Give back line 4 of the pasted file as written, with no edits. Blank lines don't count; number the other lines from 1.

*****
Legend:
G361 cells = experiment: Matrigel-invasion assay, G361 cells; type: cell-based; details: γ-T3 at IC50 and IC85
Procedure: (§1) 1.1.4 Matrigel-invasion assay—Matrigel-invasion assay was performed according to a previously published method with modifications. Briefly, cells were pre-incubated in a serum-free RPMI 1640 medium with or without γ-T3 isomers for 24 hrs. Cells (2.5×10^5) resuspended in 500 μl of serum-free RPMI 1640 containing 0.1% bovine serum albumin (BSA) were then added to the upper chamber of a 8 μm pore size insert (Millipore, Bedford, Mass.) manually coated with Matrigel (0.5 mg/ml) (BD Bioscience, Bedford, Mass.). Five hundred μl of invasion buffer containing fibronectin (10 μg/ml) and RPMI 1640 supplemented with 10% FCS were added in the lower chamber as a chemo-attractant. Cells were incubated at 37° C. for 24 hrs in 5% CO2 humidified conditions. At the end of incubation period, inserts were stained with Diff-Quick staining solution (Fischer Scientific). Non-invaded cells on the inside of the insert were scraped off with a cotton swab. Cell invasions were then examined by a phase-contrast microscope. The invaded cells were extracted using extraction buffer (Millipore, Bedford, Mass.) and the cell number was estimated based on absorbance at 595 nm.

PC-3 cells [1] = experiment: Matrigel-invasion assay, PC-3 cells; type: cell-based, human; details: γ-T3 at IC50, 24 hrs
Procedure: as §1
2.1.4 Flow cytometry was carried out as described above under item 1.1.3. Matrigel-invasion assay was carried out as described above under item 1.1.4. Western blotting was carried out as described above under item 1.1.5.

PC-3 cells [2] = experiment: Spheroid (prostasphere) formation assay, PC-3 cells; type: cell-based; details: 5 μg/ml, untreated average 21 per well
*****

PC-3 cells [1] = experiment: Matrigel-invasion assay, PC-3 cells; type: cell-based, human; details: γ-T3 at IC50, 24 hrs